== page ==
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Found 3 results

1. I'm trying to write a python script (using the kRPC mod) to do a suicide burn. However, so far I always reach a velocity of 0 a few hundred meters above the ground and then proceed to plummet to my death. My assumption is that the problem is a mathematical one, as the code is fairly simple. So I'd be very grateful if someone could check my math. Alternatively, if anyone has a different solution for what I'm trying to accomplish, I'd be happy to hear that to. For simplicity's sake I assume that my spacecraft is always pointing straight up and falling straight down. I also assume that there is no atmosphere and thus no drag. So here is what I have come up with: (Handwritten version of math) t: Time since start of the burn in seconds (s) Fe: Thrust of the spacecraft's engines in Newton (N) M0: Wet Mass of the spacecraft at the beginning of the burn in Kilogram (Kg) g: Surface gravity of the body I'm landing on in meters per second squared (m/s^2) W: Weight of the spacecraft in Newton (N) W = M0 * g F: Net thrust of the engine when decelerating the spacecraft in Newton (N) F = Fe - W K: Fuel consumption of the engine in Kilograms per second (Kg/s) a(t): Acceleration (or deceleration, depending how you look at it) of the spacecraft after t seconds, taking into account the decreased mass due to fuel being burned. In meters per second squared (m/s^2) a(t) = F / (M0 - K * t) Tb: Duration of engine burn in seconds (s) Dv(Tb): Speed change of spacecraft for a burn of Tb seconds in meters per second (m/s) Dv(Tb) = Integral from 0 to TB [a(t)] dt = Integral from 0 to Tb [F / (M0 - K * t)] dt = (F/K) * ln(1 + Tb * (K/M0)) Up until this point everything is based on this reddit comment. However, I am not sure if the integration for Dv(Tb) is correct. If I do it myself I get a different result, but the dimensional analysis for my result doesn't work out, so I've been sticking to this one. v0: velocity of spacecraft at the beginning of the suicide burn in meters per second (m/s) To calculate Tb, let Dv(Tb) = (F/K) * ln(1 + Tb * (K/M0)) = v0 and solve for Tb: Tb = (e^((v0 * K) / F) - 1) * (M0 / K) Da(Tb): Distance the spacecraft falls during burn of Tb seconds in meter (m) Da(Tb) = Integral from 0 to Tb [-v0 + Dv(Tb)] dt = Integral from 0 to Tb [-v0 + (F/K) * ln(1 + t * (K / M0))] dt Because I couldn't find an analytical solution for Da(Tb) I decided to solve it numerically every tick. I now run the above calculations every tick (multiple time per second) and then check if the resulting Da(Tb) is close to (within 10m) of the current altitude of my spacecraft. If it is I know I have to start the suicide burn. However, as mentioned above, it always starts a few hundred meters to early. It shouldn't be relevant, but this is the spacecraft I'm using to test my code. In case the above is to confusing to follow, here are my handwritten notes. They should contain the same information as above but more neatly formatted. Beware my handwriting though Also, is there a way to insert latex formulas in my post? I think that would have helped a lot. And this is a copy of my code so far, if anyone is interested: So, again, if anyone is willing to check my math, I'd be very grateful.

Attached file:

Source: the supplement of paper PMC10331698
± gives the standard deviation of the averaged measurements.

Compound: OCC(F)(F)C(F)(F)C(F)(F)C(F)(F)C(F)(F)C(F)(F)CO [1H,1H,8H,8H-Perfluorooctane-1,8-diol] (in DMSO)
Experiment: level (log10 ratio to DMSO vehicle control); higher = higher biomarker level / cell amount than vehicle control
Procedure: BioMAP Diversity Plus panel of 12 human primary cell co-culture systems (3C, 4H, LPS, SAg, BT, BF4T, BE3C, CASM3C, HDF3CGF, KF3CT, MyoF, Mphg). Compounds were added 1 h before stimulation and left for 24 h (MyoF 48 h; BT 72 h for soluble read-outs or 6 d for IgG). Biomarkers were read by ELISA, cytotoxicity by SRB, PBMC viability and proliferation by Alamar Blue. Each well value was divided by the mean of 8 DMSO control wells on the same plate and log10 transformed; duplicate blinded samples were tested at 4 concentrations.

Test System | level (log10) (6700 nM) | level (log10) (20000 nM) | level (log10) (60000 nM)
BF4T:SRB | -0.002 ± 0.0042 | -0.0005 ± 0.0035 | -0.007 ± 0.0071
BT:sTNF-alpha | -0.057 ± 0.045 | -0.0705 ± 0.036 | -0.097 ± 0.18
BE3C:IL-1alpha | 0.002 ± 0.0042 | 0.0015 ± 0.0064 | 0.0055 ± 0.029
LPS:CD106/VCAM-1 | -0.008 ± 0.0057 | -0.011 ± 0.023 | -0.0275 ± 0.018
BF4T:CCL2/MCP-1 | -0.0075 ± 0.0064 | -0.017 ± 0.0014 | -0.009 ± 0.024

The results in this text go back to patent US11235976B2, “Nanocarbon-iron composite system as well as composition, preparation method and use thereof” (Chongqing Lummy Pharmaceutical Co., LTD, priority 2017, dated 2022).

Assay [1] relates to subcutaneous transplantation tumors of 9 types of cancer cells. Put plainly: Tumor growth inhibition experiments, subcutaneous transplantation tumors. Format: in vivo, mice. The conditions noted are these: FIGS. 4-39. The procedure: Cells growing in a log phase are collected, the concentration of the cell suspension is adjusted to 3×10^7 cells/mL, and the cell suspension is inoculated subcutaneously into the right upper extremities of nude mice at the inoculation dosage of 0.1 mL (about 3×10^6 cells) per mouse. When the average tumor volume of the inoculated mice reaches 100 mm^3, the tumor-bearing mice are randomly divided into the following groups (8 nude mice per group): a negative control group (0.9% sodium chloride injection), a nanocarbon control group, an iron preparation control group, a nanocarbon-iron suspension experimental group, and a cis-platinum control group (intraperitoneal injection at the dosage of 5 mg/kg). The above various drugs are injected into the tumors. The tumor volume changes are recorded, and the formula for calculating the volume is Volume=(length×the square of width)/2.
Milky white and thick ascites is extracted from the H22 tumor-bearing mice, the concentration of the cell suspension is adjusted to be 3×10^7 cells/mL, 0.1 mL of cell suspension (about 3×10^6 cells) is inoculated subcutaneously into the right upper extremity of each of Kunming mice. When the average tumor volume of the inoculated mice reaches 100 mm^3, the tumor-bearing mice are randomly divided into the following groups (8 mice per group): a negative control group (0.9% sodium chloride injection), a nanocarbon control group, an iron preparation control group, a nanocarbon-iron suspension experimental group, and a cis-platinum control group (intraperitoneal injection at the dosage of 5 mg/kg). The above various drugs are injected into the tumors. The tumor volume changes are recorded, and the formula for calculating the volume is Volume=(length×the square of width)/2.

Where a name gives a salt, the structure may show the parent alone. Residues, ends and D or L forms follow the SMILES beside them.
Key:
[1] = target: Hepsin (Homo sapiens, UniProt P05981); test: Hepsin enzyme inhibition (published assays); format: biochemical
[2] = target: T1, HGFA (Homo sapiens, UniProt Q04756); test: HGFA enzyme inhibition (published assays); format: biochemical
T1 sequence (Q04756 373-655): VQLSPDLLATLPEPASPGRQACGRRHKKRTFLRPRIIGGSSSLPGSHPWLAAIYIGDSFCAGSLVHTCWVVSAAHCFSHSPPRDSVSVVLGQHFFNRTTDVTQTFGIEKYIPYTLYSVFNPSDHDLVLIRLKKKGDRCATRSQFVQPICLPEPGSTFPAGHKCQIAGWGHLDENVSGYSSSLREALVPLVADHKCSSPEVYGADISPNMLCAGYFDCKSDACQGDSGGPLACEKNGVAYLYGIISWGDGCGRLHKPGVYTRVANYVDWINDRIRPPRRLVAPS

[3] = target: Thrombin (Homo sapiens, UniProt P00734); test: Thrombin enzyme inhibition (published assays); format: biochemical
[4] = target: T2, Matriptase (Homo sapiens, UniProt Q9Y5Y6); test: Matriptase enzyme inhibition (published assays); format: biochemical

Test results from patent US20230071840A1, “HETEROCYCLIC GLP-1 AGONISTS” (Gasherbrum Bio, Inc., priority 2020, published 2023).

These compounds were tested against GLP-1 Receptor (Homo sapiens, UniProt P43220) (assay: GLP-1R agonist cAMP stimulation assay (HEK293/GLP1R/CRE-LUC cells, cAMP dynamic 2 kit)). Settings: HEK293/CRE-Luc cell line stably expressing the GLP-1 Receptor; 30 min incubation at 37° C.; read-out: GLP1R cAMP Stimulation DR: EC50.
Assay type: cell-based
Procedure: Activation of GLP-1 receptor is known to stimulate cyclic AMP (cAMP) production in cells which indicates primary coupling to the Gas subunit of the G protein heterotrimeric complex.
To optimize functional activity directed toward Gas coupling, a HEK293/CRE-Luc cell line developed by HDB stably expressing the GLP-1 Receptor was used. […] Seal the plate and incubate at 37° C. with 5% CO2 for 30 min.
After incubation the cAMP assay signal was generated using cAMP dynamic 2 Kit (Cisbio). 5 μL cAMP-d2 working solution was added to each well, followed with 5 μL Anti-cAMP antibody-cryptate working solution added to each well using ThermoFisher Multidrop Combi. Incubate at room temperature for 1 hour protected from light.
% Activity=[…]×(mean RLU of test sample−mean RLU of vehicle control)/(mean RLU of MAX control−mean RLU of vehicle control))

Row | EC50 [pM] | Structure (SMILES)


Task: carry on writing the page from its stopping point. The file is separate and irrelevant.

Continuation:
2. Can anyone recommend some good resources on the mathematics of orbital mechanics? I'm comfortable calculating Hohmann transfers (including alignment angle, dV budget, etc.), I can calculate dV for stages and total craft, but I'm having a hard time figuring it out past there. I'd love to be able to calculate the dV required for plane changes the new trajectory from a gravity assist the launch window for non-Hohmann transfers porkchop plots map out a spiral transfer for low thrust engines and plan re-entry trajectories. I expect some of these problems have known simple solutions, and some will require numerical integration. I'm comfortable setting up and solving either method. My background: I'm a chemical engineer. I'm comfortable solving ODEs (ordinary differential equations) and PDE (partial differential equations). I don't usually work in multi-dimensional calculus, but I do understand the basics of dot and cross products. There was a point in time in college where I was better with those. My trig is pretty good, but my calculus in cylindrical or polar coordinates isn't great. I usually use MathCAD for complex problem solving but don't have access to it right now. So I usually set up Eularian integrators in excel when I can't work out exact solutions. With a little work I could make it run Runge-Kutta instead. I've read the wikibooks articles on orbital mechanics, as well as these links http://hyperphysics.phy-astr.gsu.edu/hbase/kepler.html http://www.braeunig.us/space/orbmech.htm http://ocw.mit.edu/courses/aeronautics-and-astronautics/16-07-dynamics-fall-2009/lecture-notes/MIT16_07F09_Lec14.pdf http://www.bogan.ca/orbits/kepler/orbteqtn.html
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